Haynes Bottom WMA
Site Directions: From Clarksville, at the junction of Hwy 41A and Hwy 79 on the west side of town, take Hwy 79 (Dover Road) 2.5 miles to Dotsonville Road. Turn left onto Dotsonville Road and go seven miles to the end of Dotsonville Road. Turn left, go 100 yards and turn left onto Chester Harris Road. Go 2.5 miles and bare left onto Woodrow and the WMA entrance is just up the road on your right. The WMA boundary is marked with yellow plastic posts. There is a TWRA storage barn at the entrance.
Lat: 36.46098°N Long: -87.48144°W
Hours: daylight hours
Seasonality: year round, but gates are closed at times. Park outside gate (do NOT block gate) and walk into the WMA
Site Description: The 971 acre WMA consists, in part, of river bottoms that are managed for waterfowl via moist soil units. These areas are hunted during waterfowl season. The bottoms also have warm season grasses and scrub that extends up on the hillsides. Smaller tracts of mature upland forest are present, along with various treelines. Gravel roads and ATV trails are available.
Grassland habitat and floodplains found at Haynes Bottoms WMA.
Wildlife to Watch: In winter, waterfowl are common to abundant. The grass fields and brushy edges are great places for sparrows in winter, incl. White-throated Sparrow, White-crowned Sparrow, Song Sparrow. In summer, Dickcissels and Red-winged Blackbirds are very common, Blue Grosbeak are regular, as are Northern Bobwhite, Summer Tanager, Field Sparrow, and White-eyed Vireo. There's a sizable pond at the "bottom" which is ringed by willows offering nice habitat worth checking out. Nearby are wet grassy areas, which may attract Marsh or Sedge Wrens during migration. The bottoms likely have American Bitterns in spring and fall and possibly Henslow's Sparrows in spring/summer. An old barn on the highest spot may be a place to look for Barn Owls.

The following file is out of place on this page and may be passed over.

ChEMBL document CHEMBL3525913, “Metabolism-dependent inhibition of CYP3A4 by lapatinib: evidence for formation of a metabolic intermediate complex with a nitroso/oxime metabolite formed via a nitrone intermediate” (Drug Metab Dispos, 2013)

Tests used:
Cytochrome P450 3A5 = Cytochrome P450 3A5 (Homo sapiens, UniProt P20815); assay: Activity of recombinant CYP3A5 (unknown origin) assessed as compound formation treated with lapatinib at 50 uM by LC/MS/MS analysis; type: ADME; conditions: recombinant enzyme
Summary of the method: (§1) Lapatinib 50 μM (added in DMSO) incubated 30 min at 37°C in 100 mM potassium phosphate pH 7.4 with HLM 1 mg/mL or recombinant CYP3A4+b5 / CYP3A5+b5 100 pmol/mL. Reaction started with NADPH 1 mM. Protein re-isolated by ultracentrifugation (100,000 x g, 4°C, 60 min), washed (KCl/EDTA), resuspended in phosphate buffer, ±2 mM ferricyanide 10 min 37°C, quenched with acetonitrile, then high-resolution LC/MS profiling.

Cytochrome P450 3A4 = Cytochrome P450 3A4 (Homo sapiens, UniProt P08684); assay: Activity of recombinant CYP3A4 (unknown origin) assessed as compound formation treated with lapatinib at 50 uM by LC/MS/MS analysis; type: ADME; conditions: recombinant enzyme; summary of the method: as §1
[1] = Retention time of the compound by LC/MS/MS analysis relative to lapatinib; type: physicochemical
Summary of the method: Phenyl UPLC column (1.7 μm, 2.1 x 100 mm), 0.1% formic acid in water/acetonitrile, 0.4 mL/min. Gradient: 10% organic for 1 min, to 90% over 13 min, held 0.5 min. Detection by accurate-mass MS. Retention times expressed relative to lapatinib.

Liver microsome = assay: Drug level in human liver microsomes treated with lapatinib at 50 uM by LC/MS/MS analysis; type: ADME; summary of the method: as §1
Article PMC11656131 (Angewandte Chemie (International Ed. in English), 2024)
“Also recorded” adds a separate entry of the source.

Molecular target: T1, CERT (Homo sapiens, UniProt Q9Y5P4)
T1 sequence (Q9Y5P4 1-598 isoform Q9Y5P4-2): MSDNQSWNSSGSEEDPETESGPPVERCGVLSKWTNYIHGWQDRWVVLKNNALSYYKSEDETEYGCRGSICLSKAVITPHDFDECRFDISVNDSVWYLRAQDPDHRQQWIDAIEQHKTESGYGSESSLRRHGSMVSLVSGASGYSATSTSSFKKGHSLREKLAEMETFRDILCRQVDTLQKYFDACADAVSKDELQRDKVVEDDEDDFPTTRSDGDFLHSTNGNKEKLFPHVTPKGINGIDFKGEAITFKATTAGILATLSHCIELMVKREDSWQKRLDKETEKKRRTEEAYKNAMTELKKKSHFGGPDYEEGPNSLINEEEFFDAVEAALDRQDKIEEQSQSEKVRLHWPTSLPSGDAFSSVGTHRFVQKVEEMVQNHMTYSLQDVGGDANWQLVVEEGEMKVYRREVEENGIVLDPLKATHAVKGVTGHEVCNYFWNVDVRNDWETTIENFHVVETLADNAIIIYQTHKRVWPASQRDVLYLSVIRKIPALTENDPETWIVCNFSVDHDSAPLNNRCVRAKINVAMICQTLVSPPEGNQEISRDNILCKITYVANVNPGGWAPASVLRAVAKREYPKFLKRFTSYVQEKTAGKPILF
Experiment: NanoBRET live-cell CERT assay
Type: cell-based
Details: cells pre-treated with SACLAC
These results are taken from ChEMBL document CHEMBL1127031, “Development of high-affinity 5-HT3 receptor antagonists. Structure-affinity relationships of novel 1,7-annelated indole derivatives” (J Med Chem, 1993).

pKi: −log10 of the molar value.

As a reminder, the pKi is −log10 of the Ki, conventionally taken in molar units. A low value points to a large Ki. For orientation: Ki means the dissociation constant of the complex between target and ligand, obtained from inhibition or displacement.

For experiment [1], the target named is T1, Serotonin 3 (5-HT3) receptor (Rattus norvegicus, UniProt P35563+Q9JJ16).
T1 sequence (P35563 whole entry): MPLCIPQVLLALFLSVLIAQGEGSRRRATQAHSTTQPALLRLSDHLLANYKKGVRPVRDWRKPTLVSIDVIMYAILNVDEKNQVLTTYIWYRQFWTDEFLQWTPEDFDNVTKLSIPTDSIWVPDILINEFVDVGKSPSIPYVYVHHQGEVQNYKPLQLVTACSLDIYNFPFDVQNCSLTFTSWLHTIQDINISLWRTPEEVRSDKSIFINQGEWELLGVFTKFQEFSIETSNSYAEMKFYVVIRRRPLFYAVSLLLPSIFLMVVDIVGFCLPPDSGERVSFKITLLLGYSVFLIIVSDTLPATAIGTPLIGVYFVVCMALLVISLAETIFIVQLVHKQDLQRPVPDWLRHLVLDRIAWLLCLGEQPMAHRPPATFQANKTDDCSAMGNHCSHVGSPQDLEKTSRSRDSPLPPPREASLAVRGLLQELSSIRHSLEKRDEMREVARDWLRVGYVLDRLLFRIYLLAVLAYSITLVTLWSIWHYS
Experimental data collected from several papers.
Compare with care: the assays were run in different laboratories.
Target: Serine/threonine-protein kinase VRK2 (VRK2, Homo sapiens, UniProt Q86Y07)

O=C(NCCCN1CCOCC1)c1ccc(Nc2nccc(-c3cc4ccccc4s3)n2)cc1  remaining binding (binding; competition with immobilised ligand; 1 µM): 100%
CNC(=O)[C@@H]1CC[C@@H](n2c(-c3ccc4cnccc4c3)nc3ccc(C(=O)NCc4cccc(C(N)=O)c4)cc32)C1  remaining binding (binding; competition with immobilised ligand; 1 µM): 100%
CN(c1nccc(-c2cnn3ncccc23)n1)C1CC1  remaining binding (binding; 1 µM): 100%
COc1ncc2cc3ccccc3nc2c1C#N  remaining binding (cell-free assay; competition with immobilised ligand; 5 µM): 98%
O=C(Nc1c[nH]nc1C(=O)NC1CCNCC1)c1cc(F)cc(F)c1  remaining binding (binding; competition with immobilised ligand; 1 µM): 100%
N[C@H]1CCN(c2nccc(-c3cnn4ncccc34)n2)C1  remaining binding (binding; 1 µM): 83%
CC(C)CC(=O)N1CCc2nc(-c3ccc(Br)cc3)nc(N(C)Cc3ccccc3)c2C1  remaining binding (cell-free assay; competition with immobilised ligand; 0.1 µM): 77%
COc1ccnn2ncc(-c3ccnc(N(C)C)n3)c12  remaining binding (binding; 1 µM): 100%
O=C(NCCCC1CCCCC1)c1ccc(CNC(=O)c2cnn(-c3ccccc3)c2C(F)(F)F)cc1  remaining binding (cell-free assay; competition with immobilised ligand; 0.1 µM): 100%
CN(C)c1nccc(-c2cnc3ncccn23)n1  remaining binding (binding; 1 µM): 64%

NOTE: Please refer to TWRA Hunting Guide about hunting seasons and public access dates. Access dates vary by site.
For more information:
Haynes Bottom WMA
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Site information generously contributed by Tony Lance.
Be sure to check out our Safety Tips page for important information regarding viewing wildlife in these areas.